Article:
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Trust in the Land

By Beth Rose Middleton

Publication Year: 2011

“The Earth says, God has placed me here. The Earth says that God tells me to take care of the Indians on this earth; the Earth says to the Indians that stop on the Earth, feed them right. . . . God says feed the Indians upon the earth.”

—Cayuse Chief Young Chief, Walla Walla Council of 1855

America has always been Indian land. Historically and culturally, Native Americans have had a strong appreciation for the land and what it offers. After continually struggling to hold on to their land and losing millions of acres, Native Americans still have a strong and ongoing relationship to their homelands. The land holds spiritual value and offers a way of life through fishing, farming, and hunting. It remains essential—not only for subsistence but also for cultural continuity—that Native Americans regain rights to land they were promised.

Beth Rose Middleton examines new and innovative ideas concerning Native land conservancies, providing advice on land trusts, collaborations, and conservation groups. Increasingly, tribes are working to protect their access to culturally important lands by collaborating with Native and non- Native conservation movements. By using private conservation partnerships to reacquire lost land, tribes can ensure the health and sustainability of vital natural resources. In particular, tribal governments are using conservation easements and land trusts to reclaim rights to lost acreage. Through the use of these and other private conservation tools, tribes are able to protect or in some cases buy back the land that was never sold but rather was taken from them.

Trust in the Land sets into motion a new wave of ideas concerning land conservation. This informative book will appeal to Native and non-Native individuals and organizations interested in protecting the land as well as environmentalists and government agencies.

Published by: University of Arizona Press


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pp. v-vi

List of Illustrations

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pp. vii

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pp. ix-xii

When I was a small boy, I was afraid of the dark. One evening, my mother was baking some bread, and she ran out of flour for the second or third bake. She asked me to walk across the country road and go to our neighbor’s house to borrow some flour, but I told her I could not go alone. ...

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Preface: The Heart K Ranch

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pp. xiii-xxii

In May 2009, I joined a Sierra Institute1 tour of the Heart K Ranch in Genesee Valley in California, entitled “Maidu Way of Life” and led by Farrell Cunningham (Mountain Maidu), his father Marvin Cunningham (Mountain Maidu), and members of the Feather River Land Trust Board and staff. ...


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pp. xxiii

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1. Introduction

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pp. 1-6

Land trusts did not originate in Native America, but the traditions of working to buy back confiscated lands and to retain rights to lands not in tribal ownership are well known in Indian Country. Tribes have long been working to buy back or petition for the restitution of culturally important lands taken from their communities during the European settlement of the United States.2 ...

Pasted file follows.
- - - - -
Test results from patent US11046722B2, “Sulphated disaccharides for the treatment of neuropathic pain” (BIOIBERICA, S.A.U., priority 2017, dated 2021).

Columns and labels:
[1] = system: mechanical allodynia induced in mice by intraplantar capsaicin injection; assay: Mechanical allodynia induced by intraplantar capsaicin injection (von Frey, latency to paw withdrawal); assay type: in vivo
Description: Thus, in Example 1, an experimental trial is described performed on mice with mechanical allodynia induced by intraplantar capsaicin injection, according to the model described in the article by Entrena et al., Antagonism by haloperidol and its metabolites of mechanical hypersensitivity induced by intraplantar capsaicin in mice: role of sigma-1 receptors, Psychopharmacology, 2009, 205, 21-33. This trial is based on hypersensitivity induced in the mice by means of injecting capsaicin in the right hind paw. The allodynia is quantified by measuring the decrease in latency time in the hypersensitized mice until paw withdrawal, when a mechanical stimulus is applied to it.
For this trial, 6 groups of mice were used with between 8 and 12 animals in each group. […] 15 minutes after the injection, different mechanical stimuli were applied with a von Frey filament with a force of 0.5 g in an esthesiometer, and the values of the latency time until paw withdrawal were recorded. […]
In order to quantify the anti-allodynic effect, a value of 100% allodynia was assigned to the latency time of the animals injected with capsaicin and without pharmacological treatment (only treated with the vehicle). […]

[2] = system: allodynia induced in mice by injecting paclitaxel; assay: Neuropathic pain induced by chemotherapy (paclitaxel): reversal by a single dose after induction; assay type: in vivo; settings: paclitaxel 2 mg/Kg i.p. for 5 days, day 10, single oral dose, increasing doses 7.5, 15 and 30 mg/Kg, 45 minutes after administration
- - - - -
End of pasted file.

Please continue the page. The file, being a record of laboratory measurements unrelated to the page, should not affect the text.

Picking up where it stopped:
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2. Context of Private Conservation

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pp. 7-33

The use and applicability of private conservation tools, such as conservation easements and land trusts or conservancies, has expanded exponentially over the last two decades. According to the 2005 land trust census taken by the Land Trust Alliance (LTA), there were 1,667 land trusts in the United States, up 32 percent from 2000.1 ...

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3. Environmental Justice and Tribal Conservation

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pp. 34-42

The book’s cases are examined through the lens of conservation easements and land trusts for both procedural and distributive environmental justice. A comprehensive look at environmental activism over the last two centuries shows that environmental justice is actually an old concept.1 ...

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Section One: Native American Land Conservation Organizations

This section focuses on the development and sustainability of specifically Native American land trusts and conservancies. In these cases, tribes and individual Native Americans have adapted the land trust model to a Native framework. ...

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4. InterTribal Sinkyone Wilderness Council (California)

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pp. 45-64

In 1986, seven California Indian tribes formed the first intertribal Native American land-conservation organization in the United States to protect the Sinkyone rain forest and its numerous cultural and ecological values.1 The organization’s member tribes retain deep historic, ...

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5. Native American Land Conservancy (California/National)

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pp. 65-86

The sacred lands that the Native American Land Conservancy (NALC) focuses on are vital to cultural identity, historical continuity, and contemporary healing from intergenerational trauma due to the historic and contemporary impacts of colonialism. ...

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6. The Art and Science of Creating a 501(c)(3) Native American Land Conservancy

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pp. 87-97

This chapter covers some of the basic considerations for establishing and maintaining a 501(c)(3) nonprofit, Native-controlled organization dedicated to land conservation. Creating a nonprofit organization is not the only, or always the best, approach for conserving lands important to Native people. ...

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Section Two: Collaborations between Tribes and Land Trusts

This section transitions from examining Native American land conservancies to looking at partnerships between tribes and non-Native land trusts. In the following cases, the tribe, a Native nonprofit, an individual, or in some cases, the non-Native land trust owns the land. ...